The mammalian mitochondrial genome is a circular double-stranded DNA molecule of about 16 Kb that contains the ribosomal, transporter, and messenger RNAs genes. In sheep, the mitochondrial genome comprises 16.58 kb with a gene layout and organize similar to those of other mammals .
The evolution rate of mtDNA is approximately 6 times faster than nuclear DNA . Furthermore, maternal mtDNA is inherited, haploid, and non-recombinant . These features rendered mtDNA as a useful tool to determine relationships between individuals within and between species  and a useful marker for cross-sectional diagnosis among groups that have been separated for 100-1000 years .
Iran has diverse phenotypes of sheep regarding morphology of the tail. Several studies investigated the genetic distances between some domestic breeds, although there was not a comparison between fat-tailed, thin-tailed and semi fat-tailed breeds. In light of the previous hypotheses, we tried to use the sequence of mitochondrial control region to investigate the phylogenetic relationship between some domestic sheep breeds of Iran, Middle Eastern countries and major mitochondrial haplotypes.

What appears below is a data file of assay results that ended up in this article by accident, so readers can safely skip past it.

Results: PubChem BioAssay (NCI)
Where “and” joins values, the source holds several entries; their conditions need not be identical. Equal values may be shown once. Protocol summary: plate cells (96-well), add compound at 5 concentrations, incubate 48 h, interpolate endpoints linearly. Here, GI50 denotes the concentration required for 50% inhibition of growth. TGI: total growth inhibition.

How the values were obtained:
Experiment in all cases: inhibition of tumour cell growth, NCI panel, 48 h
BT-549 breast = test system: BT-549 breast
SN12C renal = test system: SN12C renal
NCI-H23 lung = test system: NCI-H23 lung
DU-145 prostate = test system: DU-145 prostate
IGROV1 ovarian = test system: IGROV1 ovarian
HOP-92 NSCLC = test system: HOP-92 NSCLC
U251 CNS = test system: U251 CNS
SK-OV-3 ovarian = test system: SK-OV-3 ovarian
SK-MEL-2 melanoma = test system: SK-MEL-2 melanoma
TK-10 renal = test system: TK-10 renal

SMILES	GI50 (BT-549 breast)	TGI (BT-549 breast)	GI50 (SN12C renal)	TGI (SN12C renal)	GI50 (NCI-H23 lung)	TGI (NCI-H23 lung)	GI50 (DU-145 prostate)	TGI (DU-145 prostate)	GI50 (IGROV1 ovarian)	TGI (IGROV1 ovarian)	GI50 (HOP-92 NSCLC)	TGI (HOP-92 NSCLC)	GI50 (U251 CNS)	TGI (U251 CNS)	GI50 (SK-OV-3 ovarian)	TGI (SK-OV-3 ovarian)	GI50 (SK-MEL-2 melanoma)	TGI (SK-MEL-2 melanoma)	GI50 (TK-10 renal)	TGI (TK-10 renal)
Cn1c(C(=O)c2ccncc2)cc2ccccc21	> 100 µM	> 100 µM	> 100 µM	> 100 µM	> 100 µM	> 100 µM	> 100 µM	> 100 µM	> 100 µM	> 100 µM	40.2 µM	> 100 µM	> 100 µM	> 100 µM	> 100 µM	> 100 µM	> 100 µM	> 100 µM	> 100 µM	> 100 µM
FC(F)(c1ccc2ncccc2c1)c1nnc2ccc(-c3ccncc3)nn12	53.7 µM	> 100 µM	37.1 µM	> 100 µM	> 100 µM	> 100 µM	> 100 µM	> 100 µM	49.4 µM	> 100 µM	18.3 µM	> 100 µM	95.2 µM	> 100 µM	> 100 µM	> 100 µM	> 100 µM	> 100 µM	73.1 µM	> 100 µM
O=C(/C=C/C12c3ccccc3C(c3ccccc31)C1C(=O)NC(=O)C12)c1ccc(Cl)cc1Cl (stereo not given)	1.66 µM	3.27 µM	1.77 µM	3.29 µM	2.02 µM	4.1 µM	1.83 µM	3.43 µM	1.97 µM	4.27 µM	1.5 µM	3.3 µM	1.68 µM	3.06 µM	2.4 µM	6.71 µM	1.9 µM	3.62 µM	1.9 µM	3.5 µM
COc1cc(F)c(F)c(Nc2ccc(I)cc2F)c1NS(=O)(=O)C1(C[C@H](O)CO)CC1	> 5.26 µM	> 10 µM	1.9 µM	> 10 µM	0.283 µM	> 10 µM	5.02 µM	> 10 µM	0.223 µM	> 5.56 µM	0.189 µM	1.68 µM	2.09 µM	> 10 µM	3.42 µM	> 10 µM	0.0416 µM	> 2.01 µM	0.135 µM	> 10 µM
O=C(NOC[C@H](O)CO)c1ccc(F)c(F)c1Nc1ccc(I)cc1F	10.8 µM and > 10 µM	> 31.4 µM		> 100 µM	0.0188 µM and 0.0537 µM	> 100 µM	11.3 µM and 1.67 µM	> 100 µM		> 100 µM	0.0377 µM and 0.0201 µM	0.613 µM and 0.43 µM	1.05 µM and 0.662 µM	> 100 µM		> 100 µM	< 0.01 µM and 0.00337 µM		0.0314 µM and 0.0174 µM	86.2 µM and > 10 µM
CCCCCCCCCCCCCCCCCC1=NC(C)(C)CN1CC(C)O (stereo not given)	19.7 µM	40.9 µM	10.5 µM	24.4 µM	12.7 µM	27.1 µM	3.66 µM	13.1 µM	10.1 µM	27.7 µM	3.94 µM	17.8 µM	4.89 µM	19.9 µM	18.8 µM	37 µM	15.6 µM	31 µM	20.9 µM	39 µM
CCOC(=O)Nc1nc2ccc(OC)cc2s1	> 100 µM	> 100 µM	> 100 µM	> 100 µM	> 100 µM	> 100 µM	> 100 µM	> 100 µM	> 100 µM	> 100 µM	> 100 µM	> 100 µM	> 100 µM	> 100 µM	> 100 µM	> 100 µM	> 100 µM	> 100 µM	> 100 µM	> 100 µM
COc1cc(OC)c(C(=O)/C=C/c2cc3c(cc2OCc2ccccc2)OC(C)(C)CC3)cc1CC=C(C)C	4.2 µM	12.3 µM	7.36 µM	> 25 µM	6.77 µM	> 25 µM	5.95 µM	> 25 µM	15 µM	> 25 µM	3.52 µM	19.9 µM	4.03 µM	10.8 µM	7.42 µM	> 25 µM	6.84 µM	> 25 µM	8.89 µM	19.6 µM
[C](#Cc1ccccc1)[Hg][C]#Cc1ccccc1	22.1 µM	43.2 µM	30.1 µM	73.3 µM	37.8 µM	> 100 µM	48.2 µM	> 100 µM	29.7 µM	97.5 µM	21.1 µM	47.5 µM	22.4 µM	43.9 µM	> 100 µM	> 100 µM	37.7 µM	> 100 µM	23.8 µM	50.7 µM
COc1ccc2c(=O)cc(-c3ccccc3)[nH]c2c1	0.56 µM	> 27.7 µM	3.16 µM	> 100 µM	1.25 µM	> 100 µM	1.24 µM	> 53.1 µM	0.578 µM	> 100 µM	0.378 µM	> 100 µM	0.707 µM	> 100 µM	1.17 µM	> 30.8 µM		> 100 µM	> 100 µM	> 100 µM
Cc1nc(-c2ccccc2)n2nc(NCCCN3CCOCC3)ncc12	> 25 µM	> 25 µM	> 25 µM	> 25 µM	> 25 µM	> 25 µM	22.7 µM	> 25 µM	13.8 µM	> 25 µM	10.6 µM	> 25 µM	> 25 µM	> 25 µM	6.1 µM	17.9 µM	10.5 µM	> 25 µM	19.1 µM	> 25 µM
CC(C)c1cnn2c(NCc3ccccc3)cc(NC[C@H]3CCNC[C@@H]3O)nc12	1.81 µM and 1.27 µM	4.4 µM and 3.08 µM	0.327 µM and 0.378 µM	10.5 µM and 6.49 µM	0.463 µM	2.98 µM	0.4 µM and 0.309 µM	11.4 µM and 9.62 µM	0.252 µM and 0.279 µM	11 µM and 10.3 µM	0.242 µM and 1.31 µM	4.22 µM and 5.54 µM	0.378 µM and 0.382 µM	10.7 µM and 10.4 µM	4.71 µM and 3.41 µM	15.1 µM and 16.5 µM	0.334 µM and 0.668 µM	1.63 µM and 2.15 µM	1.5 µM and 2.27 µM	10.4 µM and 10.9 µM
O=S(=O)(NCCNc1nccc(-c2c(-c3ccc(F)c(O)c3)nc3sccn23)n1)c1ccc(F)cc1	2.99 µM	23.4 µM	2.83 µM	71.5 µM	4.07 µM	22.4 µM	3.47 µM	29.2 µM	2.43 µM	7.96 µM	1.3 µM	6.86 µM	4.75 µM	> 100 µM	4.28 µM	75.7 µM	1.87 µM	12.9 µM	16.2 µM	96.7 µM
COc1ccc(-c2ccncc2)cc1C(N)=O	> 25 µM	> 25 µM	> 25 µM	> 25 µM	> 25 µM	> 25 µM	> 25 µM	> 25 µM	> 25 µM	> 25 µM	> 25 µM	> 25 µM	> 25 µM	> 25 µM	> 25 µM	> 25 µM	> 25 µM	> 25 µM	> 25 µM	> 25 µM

Three Iranian sheep breeds (Zel, Dalagh, and Mehrabani) were chosen for the study, and five blood samples were collected from each breed. These breeds were selected for this study based on their tail size and shape as presented in (Table 1) along with other breeds’ characteristics. The total DNA extraction was performed using NEXprepTM Blood DNA Mini Kit (NEX Diagnostics- South Korea). DNA quality and quantity were determined using gel electrophoresis (Gel Red stained 1% agarose) and Epoch microplate reader (BioTek, USA), respectively.
Table 1. Main characteristics for the three Iranian sheep breeds used in the study
To amplify the mitochondrial control region, a primer pair was designed according to the reference sequence (accession number NC_001941.1) (Table 2) and using Primer Premier 5 software (PREMIER Biosoft, USA). The primer pair was then evaluated with primer BLAST against the NCBI database.
Table 2. Specific primer sequences, amplicon size, and the annealing temperature